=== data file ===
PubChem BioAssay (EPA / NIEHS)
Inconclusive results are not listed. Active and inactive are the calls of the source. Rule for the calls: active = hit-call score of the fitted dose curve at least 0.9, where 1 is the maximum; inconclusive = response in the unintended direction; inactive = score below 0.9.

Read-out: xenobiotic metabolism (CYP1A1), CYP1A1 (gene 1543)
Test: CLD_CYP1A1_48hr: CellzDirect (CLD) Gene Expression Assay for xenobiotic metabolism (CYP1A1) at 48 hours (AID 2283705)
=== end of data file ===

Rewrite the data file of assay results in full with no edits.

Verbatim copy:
PubChem BioAssay (EPA / NIEHS)
Inconclusive results are not listed. Active and inactive are the calls of the source. Rule for the calls: active = hit-call score of the fitted dose curve at least 0.9, where 1 is the maximum; inconclusive = response in the unintended direction; inactive = score below 0.9.

Read-out: xenobiotic metabolism (CYP1A1), CYP1A1 (gene 1543)
Test: CLD_CYP1A1_48hr: CellzDirect (CLD) Gene Expression Assay for xenobiotic metabolism (CYP1A1) at 48 hours (AID 2283705)